you are adults and you listen to the waiting and the fear of the unknown. so it wasn't clear how it would end going up and you are going to see it and then the premonition that the building would be stormed the expectation of more shooting . was there were shooting there. after two and a half days an unidentified sedative gas was pumped into the hall through the theater's ventilation system russian special forces stormed the theater and shot the terrorists. us. the world going to what it's a little mice you. know that a brawl theater is located in a residential area. we said in one of the apartments and watched the attack from fifty meters away. we put the t.v. on and compared the official news with what we were seeing. who were
horrified at what we saw that night. as the media were reporting that there were no victims. but we saw bodies being carried out and put in front of our building and we deduced that they said we watched this line of corpses grow longer and longer. then the most awful thing the secret service men started to pile another line of bodies on top of the first. we understood that these people were no longer alive it was a nightmare absolute horror for us. one hundred thirty hostages were killed during the storming of the theater almost all of them by the unidentified gas the moscow doctors weren't told what it was and couldn't find imagined o't nonetheless the russian media portrayed the hostage rescue as a victory. that didn't boil when it got so it was a national basis the day before i was due to publish an article about it the f.s.b.
turned up they took the server and my computer with them searched everywhere and summoned me for interrogation to prevent its publication. they told me stop writing about ne and the proceedings against you will be dropped. it was blackmail in a very very very unpleasant that was how they unobtrusively destroyed freedom of speech in russia. vladimir putin ruled without compromise introducing antiterrorism measures and restricting the freedom of the press he also had plans for the billionaire allor guards who would become powerful media owners through privatization more to the point he had plans to silence them under yeltsin and they had a big say in the running of the country put in put an end to all that. it was. a change the rules of the game the power of the oligarchs was constrained. political scientist alexander doogan has a right wing nationalist with controversial views but the kremlin was starting to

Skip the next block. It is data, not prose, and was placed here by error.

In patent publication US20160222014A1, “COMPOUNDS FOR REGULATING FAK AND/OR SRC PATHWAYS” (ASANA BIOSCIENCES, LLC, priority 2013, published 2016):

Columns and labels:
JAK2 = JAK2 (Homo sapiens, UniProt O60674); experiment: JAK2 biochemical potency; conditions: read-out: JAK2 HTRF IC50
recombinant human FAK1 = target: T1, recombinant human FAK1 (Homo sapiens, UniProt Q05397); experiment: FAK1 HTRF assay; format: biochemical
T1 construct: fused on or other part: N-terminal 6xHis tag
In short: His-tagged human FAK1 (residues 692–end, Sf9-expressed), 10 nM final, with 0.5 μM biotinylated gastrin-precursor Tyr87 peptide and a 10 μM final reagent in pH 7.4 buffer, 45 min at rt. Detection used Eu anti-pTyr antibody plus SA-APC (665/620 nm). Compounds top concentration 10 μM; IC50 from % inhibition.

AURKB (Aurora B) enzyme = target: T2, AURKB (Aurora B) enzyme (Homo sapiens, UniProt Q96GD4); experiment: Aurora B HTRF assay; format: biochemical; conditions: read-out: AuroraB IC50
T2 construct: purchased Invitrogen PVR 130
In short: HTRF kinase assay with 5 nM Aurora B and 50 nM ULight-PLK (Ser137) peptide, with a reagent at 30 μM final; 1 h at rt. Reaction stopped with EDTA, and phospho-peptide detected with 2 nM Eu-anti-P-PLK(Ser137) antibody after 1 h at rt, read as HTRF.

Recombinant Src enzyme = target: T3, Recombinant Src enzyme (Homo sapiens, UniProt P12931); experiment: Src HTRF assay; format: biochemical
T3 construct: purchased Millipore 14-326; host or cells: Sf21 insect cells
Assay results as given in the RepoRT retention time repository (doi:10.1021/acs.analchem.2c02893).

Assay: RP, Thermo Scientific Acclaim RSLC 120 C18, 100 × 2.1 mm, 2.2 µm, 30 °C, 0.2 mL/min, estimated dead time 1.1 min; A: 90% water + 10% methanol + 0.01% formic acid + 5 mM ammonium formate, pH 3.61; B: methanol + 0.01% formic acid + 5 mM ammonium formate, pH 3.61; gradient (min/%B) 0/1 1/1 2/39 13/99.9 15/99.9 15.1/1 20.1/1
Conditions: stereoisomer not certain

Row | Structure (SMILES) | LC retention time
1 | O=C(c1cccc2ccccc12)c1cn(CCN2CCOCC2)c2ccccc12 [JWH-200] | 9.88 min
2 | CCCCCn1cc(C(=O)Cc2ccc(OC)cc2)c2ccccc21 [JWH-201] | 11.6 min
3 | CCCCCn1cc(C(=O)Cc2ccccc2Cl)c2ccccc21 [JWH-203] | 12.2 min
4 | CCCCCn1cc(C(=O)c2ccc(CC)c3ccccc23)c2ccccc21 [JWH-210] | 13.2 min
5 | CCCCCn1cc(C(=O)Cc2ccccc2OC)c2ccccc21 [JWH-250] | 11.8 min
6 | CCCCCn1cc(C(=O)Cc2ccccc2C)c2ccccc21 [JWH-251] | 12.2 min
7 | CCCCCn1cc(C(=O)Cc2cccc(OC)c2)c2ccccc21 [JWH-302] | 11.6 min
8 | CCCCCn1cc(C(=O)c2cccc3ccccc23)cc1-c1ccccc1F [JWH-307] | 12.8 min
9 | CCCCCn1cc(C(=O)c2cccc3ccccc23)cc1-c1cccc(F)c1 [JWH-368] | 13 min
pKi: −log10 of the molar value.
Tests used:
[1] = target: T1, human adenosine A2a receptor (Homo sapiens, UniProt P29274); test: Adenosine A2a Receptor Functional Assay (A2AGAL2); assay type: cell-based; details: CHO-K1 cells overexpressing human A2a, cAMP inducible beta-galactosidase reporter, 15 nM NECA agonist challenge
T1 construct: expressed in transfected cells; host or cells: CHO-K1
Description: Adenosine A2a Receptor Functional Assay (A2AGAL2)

look at things his way. the only gods were forbidden to form their own factions in parliament or to finance political activities or to have the mass media in their pockets or to use them to present their own line. as oligarchs who acknowledged the primacy of the state could remain those who didn't lie the sent into exile abroad or to jail. the guns. that was the fate that overtook mikhail khodorkovsky head of the yukos oil conglomerate he had publicly criticized putin and put forward his own political policies in october two thousand and three he was arrested for embezzlement and tax evasion and sentenced to nine years in prison your course was nationalized putin now had one opponent less and control over the gigantic oil company